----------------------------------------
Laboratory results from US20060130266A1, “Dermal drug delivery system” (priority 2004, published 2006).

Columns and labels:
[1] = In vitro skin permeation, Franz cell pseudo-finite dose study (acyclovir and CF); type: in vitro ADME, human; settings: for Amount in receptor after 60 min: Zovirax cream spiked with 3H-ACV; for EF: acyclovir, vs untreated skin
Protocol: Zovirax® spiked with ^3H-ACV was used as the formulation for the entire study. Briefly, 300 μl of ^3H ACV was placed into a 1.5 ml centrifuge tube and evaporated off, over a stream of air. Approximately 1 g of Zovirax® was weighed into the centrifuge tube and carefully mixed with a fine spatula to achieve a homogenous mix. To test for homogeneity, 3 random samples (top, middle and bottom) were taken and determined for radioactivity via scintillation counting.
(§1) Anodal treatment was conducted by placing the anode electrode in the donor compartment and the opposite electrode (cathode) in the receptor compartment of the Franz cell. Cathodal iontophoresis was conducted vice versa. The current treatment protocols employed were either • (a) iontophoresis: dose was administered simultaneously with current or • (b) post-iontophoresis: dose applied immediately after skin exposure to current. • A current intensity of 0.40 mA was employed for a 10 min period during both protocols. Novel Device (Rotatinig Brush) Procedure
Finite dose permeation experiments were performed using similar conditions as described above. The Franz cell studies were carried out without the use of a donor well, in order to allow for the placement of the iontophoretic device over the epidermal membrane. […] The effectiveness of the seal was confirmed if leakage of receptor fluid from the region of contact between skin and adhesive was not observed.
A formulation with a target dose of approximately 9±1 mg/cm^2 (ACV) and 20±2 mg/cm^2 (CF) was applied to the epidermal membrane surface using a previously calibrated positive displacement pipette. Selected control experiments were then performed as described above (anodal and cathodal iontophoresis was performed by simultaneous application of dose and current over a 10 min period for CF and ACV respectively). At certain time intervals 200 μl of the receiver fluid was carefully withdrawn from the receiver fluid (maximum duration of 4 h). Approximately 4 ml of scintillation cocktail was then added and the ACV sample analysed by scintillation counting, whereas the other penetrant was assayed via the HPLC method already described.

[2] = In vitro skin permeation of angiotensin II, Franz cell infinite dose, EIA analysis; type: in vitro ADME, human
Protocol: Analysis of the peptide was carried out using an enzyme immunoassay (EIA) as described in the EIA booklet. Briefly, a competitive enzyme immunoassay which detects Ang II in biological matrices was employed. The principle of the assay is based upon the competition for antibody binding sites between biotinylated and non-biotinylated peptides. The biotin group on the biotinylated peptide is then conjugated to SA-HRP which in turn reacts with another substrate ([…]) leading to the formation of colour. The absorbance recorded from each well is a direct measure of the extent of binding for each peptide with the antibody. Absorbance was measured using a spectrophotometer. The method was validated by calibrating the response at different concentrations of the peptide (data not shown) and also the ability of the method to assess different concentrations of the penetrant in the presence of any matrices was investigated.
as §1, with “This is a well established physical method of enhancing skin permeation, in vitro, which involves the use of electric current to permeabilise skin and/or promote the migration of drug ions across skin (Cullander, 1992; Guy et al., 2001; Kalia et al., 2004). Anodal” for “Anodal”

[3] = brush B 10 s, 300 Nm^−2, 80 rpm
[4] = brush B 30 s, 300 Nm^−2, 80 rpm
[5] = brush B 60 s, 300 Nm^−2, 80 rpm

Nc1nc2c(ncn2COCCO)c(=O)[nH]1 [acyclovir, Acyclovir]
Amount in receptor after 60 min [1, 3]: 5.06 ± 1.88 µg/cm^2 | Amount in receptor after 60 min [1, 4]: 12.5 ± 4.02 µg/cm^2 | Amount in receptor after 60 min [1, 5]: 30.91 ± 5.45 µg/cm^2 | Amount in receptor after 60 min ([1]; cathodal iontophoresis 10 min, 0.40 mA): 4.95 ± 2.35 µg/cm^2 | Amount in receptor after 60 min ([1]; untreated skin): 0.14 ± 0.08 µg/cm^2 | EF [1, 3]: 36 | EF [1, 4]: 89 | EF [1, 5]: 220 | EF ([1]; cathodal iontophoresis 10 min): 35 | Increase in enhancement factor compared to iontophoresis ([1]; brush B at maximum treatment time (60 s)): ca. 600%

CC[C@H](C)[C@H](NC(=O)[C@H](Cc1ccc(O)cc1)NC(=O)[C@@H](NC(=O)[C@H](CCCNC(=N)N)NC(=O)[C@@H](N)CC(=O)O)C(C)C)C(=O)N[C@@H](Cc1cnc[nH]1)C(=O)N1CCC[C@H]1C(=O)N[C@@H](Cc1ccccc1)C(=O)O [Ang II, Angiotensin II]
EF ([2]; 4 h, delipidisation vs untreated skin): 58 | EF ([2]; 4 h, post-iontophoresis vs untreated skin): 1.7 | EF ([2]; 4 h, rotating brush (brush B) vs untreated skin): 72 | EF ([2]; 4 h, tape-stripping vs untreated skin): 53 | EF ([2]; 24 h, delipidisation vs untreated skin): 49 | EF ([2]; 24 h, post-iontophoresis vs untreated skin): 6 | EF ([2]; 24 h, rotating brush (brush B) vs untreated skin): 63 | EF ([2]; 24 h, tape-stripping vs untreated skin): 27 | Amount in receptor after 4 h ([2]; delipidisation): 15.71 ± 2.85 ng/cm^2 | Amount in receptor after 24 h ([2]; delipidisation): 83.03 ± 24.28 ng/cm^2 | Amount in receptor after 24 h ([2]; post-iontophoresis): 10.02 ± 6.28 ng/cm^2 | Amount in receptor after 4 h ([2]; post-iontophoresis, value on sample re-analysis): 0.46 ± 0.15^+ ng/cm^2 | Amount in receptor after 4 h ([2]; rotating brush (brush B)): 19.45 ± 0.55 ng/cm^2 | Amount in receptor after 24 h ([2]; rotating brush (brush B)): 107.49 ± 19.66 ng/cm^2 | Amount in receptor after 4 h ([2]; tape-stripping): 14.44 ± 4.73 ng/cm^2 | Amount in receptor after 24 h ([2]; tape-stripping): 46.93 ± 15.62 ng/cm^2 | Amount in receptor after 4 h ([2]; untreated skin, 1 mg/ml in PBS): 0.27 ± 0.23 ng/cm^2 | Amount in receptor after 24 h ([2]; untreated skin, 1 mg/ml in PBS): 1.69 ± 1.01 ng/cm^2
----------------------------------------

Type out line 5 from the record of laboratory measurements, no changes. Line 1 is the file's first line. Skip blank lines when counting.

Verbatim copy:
(§1) Anodal treatment was conducted by placing the anode electrode in the donor compartment and the opposite electrode (cathode) in the receptor compartment of the Franz cell. Cathodal iontophoresis was conducted vice versa. The current treatment protocols employed were either • (a) iontophoresis: dose was administered simultaneously with current or • (b) post-iontophoresis: dose applied immediately after skin exposure to current. • A current intensity of 0.40 mA was employed for a 10 min period during both protocols. Novel Device (Rotatinig Brush) Procedure